Prime-Time Feminism: Television, Media Culture, and the Women's Movement since 1970

By Bonnie J. Dow | Go to book overview

Chapter 1
1970s Lifestyle Feminism,
the Single Woman, and
The Mary Tyler Moore Show

If television scholars had established a canon of "great works" akin to that which exists (although not without challenge) in literature, The Mary Tyler Moore Show surely would be included in it. A sitcom focusing on the life of thirtyish, unmarried, working woman Mary Richards and her network of friends and co-workers at WJM-TV in Minneapolis, Mary Tyler Moore was described by reviewers and critics as an example of original programming both during and after its seven seasons on CBS ( 1970-77). The claim to originality was based, among other things, on production factors, such as its status as the first of a series of highly successful programs that would be created by its parent company, MTM Enterprises ( Feuer, Kerr, and Vahimagi, 1984; Gitlin, 1983), on its contribution to the situation comedy format as an exemplar of the move from domestic or home-based situations to situations based in the workplace ( Gitlin, 1983; Newcomb, 1974), and on its social sensitivity and timeliness as a program focused on the life of a career-oriented, single woman ( Feuer et al., 1984; Gitlin, 1983; Marc, 1984).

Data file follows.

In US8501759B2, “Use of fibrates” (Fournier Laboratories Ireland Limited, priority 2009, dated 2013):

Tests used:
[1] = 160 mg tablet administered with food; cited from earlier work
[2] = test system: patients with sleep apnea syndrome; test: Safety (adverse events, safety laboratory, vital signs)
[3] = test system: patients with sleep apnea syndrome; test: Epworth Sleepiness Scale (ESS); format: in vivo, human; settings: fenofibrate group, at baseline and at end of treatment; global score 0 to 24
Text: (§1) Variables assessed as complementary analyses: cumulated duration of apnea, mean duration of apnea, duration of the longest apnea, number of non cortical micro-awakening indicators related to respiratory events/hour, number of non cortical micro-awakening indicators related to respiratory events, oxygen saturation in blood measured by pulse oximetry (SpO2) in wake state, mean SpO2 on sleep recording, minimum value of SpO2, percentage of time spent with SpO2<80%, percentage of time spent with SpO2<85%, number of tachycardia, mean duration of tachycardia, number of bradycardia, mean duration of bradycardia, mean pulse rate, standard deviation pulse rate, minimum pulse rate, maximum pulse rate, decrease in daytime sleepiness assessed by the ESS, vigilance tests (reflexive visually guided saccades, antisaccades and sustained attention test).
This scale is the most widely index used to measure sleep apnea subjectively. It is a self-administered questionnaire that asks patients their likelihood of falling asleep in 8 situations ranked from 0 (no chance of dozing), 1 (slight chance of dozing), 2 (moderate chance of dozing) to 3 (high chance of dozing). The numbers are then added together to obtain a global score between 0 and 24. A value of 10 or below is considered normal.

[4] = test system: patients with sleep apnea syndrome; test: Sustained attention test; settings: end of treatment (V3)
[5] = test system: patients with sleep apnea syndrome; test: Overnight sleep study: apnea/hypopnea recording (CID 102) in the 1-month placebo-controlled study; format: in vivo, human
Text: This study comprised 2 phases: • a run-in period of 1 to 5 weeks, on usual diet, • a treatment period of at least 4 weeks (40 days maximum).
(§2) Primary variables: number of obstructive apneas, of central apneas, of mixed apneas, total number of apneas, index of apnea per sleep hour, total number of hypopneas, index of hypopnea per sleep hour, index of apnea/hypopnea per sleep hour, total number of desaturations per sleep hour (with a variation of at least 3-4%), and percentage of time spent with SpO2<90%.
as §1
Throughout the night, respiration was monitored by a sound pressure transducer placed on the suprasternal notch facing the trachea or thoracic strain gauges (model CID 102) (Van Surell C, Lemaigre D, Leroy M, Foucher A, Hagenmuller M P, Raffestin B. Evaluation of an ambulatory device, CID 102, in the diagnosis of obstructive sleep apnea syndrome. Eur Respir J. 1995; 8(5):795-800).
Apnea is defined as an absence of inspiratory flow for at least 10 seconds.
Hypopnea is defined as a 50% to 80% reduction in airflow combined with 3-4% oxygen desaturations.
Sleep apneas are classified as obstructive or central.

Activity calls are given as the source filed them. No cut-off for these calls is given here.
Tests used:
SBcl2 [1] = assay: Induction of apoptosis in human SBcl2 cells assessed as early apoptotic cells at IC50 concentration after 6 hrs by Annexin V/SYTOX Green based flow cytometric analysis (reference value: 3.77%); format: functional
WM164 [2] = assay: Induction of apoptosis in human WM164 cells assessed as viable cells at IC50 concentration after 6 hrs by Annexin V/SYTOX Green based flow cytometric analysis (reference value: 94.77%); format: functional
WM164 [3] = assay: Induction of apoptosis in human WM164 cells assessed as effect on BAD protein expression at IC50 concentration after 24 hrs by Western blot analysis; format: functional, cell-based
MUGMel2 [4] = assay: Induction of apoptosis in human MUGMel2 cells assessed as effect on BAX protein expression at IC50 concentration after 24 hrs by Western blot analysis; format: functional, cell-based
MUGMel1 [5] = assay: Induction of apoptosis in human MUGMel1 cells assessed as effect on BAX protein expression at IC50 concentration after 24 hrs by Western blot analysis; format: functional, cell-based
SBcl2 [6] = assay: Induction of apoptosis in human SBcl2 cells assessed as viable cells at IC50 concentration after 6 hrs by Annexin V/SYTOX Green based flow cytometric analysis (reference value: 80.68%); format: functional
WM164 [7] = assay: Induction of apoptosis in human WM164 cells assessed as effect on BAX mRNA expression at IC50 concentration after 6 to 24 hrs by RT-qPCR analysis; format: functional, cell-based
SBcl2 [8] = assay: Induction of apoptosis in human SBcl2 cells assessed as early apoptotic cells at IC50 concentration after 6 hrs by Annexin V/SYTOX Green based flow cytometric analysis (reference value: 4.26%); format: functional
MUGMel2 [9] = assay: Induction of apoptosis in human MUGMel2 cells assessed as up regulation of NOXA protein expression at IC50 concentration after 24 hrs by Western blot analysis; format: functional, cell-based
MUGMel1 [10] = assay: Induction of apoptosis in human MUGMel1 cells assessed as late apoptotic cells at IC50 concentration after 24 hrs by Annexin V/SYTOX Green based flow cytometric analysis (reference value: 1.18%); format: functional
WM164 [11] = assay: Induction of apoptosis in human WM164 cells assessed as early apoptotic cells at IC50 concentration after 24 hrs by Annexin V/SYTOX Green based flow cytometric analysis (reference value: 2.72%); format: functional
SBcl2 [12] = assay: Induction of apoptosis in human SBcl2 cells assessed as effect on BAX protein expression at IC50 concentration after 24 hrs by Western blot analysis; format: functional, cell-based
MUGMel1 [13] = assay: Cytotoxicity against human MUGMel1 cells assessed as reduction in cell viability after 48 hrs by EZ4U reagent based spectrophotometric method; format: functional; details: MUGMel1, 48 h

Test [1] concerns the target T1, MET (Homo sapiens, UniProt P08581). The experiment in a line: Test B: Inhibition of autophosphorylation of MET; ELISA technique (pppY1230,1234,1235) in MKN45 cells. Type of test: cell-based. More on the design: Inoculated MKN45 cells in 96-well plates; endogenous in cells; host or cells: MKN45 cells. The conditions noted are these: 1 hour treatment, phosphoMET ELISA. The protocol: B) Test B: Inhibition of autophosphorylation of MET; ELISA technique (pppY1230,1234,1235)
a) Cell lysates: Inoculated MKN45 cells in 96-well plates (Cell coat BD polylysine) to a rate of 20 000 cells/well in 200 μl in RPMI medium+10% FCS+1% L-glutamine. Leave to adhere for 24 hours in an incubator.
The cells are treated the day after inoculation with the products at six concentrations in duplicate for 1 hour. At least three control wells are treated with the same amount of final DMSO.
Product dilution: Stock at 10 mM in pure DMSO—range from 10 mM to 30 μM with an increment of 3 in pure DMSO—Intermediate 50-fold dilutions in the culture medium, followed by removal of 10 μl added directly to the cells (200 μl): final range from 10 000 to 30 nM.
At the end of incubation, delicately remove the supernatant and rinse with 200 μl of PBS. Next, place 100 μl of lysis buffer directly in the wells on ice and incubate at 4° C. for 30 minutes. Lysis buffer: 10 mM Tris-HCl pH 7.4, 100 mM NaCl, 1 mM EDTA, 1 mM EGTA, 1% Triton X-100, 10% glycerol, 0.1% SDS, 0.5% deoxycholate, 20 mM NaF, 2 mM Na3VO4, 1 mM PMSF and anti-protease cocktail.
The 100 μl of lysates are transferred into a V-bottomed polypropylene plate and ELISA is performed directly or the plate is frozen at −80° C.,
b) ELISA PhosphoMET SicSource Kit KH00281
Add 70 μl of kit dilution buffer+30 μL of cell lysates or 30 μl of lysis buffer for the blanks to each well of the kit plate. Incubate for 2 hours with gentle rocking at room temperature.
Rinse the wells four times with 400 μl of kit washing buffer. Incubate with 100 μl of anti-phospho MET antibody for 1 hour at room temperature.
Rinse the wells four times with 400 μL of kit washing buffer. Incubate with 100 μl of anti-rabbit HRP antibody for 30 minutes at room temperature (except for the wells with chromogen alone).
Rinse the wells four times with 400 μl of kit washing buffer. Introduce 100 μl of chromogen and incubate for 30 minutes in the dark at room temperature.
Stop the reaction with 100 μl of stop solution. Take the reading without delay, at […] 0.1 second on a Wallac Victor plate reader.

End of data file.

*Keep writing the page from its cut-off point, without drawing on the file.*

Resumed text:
Mary Tyler Moore is generally acknowledged as the first popular and long-running television series clearly to feature the influence of feminism. Although the show's creators consistently claimed that Mary Tyler Moore was about character, not politics (an implied contrast to All in the Family), writer-producer James Brooks observed that "we sought to show someone from Mary Richards' background being in a world where women's rights were being talked about and it was having an impact" (quoted in Bathrick, 1984, pp. 103-104). Mary Tyler Moore was not the first working-woman sitcom. Yet it is generally acknowledged as the first to assert that work was not just a prelude to marriage, or a substitute for it, but could form the center of a satisfying life for a woman in the way that it presumably did for men. This was, perhaps, the most consistent

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